In recognition of Black History Month, Executive Director of the Vermont Historical Society Steve Perkins takes us to a stop on the Underground Railroad, the Ferrisburgh, Vermont home of Rowland and Rachel Robinson, now known as the Rokeby Museum.

Executive Director of the Rokeby Museum Jane Williamson first explains what the Underground Railroad was, and how it was significant to the state of Vermont.

“Really what it was, was a journey that slaves took from slavery in the South to freedom in the North. It was difficult, dangerous and not always successful. Some of those folks made it all the Vermont and were here at Rokeby, especially in the 1830s and 1840s.”

“Were there a lot of people in Vermont helping slaves?” asked Perkins.

“It was relatively limited. Vermont has a proud history of abolition, which is earned. But abolitionists were always a tiny minority anywhere there was an abolitionist movement. So in Vermont, we know of a few folks in the area. But the idea that there was an Underground Railroad stop on every block in Vermont is a little overblown,” said Williamson.

“These are two generations of the Robinsons. Thomas Robinson was the first member of the family. He came to Vermont from Newport, Rhode Island in the 1790s. He purchased the property in 1793. This is his son Rowland Thomas, who was born here in 1796, with his wife Rachel. The Robinsons were Quakers. Rowland and Rachel were radical abolitionists, devout Christians, devout Quakers. Radical abolitionists had a very expansive view of Christianity. They believed in the Golden Rule and the Bill of Rights. That was all they needed. It was clear them slavery was wrong and it was a sin. Rowland, Rachel and the other radical abolitionists in the Northeast demanded immediate emancipation of all slaves and full rights for free people,” explained Williamson.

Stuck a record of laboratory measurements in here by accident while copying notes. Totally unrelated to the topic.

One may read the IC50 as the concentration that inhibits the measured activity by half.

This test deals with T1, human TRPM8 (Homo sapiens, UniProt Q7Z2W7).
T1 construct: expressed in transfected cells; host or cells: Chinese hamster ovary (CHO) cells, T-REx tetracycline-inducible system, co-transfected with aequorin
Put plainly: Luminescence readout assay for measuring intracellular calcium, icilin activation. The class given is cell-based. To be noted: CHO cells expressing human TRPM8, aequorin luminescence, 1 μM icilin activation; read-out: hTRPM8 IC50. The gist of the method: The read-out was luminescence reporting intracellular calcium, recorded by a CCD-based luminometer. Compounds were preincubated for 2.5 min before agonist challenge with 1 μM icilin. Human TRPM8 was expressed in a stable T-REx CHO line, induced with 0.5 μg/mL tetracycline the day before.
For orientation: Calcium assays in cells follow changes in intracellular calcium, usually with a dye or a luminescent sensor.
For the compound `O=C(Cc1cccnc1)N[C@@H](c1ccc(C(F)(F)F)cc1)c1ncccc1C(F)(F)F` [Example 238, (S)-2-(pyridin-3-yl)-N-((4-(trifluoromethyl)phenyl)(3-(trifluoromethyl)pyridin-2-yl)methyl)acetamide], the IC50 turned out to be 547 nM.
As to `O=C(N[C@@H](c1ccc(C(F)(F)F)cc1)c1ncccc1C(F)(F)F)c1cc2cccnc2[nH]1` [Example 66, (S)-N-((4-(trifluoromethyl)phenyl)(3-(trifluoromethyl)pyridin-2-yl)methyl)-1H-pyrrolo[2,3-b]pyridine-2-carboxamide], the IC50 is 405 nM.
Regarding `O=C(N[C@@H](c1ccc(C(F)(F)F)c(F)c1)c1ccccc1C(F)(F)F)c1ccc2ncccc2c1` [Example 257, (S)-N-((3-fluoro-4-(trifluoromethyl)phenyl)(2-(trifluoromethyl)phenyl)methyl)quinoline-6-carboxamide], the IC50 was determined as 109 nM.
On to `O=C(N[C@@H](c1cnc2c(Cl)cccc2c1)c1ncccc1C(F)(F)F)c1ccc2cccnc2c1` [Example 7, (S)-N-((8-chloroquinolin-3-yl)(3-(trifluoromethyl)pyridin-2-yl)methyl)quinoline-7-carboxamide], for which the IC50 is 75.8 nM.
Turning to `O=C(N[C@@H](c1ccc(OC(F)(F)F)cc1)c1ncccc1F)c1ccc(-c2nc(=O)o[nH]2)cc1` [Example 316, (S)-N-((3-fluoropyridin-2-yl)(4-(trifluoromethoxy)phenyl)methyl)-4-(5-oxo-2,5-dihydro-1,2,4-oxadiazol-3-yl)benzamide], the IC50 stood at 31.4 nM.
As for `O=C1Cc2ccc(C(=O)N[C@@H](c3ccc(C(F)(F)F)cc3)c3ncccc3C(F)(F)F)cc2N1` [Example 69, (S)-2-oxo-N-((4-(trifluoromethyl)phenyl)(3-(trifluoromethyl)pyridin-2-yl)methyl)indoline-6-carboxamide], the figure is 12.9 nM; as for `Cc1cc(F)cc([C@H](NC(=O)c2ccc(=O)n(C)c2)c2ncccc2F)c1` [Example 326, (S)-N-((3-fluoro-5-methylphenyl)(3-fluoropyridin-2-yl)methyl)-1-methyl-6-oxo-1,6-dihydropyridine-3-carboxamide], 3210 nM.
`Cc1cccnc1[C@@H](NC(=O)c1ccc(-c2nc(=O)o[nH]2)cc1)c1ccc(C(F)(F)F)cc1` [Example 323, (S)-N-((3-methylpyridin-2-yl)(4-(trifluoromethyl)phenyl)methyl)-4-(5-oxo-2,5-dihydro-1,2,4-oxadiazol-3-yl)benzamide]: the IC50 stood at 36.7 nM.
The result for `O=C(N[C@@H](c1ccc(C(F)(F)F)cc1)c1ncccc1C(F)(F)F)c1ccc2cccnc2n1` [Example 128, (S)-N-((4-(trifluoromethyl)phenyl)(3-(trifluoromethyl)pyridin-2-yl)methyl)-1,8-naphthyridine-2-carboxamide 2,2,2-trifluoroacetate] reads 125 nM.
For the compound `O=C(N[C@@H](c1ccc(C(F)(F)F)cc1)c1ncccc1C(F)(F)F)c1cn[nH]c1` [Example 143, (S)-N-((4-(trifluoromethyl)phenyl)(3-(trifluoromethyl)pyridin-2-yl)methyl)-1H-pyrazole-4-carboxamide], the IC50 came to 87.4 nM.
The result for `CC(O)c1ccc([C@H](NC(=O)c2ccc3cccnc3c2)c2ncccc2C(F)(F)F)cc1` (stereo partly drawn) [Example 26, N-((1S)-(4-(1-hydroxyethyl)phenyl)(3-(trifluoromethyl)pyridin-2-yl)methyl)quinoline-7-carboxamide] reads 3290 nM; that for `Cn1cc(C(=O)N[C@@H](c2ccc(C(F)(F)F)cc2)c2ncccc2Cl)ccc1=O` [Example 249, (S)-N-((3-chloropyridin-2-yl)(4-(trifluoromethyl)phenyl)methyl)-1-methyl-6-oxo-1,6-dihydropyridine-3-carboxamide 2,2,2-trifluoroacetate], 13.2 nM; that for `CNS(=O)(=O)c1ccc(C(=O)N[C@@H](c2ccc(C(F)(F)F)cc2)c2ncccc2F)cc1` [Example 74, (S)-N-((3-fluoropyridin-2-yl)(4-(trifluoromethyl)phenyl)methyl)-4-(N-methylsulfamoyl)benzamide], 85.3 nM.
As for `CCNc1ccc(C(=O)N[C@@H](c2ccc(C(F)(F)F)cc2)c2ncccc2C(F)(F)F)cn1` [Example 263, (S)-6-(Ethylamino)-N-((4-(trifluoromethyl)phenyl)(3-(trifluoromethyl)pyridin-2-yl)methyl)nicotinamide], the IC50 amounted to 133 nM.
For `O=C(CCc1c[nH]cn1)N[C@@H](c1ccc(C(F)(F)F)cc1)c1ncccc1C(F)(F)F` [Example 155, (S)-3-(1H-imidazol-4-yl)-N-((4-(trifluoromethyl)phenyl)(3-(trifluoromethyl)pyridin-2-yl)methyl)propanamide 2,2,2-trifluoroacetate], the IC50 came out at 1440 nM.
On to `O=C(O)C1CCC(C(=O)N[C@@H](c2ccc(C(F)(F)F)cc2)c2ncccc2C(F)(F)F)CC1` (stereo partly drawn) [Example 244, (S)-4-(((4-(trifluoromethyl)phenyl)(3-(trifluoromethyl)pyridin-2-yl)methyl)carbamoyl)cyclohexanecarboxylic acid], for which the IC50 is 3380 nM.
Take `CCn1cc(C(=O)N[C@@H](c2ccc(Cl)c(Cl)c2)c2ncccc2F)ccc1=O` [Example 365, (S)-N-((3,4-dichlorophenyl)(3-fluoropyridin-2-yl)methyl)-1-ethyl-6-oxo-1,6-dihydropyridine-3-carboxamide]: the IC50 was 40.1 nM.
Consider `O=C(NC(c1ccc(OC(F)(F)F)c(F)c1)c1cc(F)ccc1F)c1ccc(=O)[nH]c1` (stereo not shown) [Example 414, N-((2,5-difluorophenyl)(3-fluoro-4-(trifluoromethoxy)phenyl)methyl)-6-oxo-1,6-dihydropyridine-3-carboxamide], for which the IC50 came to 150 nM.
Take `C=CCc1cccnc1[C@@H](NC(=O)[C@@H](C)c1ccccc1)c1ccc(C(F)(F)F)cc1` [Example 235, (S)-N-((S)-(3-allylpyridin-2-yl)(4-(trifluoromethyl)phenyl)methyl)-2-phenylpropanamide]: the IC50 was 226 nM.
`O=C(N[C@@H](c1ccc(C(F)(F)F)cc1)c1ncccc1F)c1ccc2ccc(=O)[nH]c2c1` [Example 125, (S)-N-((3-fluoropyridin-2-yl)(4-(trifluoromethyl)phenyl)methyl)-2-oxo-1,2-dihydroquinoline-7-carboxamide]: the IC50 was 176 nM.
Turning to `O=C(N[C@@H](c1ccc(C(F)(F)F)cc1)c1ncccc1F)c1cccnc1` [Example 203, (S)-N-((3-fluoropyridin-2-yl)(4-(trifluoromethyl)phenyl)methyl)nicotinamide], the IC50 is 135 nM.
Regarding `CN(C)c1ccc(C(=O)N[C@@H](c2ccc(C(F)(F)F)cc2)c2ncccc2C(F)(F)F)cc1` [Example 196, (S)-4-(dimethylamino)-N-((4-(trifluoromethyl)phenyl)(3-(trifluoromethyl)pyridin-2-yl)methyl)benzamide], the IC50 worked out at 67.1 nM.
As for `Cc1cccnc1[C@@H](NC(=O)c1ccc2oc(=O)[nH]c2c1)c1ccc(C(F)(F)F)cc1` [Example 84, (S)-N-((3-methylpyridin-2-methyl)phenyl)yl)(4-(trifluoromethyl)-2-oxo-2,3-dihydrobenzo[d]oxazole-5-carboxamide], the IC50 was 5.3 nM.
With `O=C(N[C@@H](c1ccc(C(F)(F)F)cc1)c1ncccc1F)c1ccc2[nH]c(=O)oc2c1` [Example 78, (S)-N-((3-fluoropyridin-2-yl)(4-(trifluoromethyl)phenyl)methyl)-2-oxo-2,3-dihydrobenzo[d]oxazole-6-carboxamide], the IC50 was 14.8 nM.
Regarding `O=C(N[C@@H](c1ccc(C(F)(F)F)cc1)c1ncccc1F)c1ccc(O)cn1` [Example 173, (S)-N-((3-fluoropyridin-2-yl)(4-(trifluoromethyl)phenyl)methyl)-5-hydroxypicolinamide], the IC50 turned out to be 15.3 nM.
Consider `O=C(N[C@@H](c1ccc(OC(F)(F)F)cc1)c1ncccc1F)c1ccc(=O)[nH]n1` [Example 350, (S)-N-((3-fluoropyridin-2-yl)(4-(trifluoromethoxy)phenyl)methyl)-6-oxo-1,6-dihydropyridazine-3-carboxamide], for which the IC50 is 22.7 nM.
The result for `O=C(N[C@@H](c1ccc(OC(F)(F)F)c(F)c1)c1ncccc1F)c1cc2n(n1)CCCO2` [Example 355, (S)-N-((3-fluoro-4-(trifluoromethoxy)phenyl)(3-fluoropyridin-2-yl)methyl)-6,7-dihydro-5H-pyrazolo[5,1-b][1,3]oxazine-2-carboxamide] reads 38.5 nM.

To get the word out about abolitionism, the Robinsons agitated, organized and created an abolitionist society.

“They did an incredible amount of publishing. One of the things that really impressed me is how literate they were,” said Williamson. “A liberated slave spoke in Washington County. And at the Great Convention, which was right here in Ferrisburgh, it was Frederick Douglass. This was in 1843. No one knew who Frederick Douglass was yet. He had only escaped from slavery in 1838 and began to speak in 1841. This was the opportunity; they offered these speakers if you organized a meeting. So Rowland organized a meeting and Douglass spoke right here in Ferrisburgh.”

“Scholars always talk about the Underground Railroad in history and in memory. What we’ve shown in this exhibit about the history of the Underground Railroad is often in conflict with what people think of the Underground Railroad, the memory of it. Popular culture will tell you there’s a back staircase and a hidden room. In Vermont, that really wasn’t so. We call our exhibit ‘Free and Safe’ because the fugitives that came here were free and safe. But that doesn’t mean stories didn’t crop up here. I think that’s why it is so popular and so well-known. It makes a great story. What we’ve tried to do in our exhibit is bring out the actual people, tell you something real about these folks, because to us that makes a much better story,” concluded Williamson.

 To view our ‘This Place in History’ series or, during Black History Month, ‘Hidden History’ series, click here.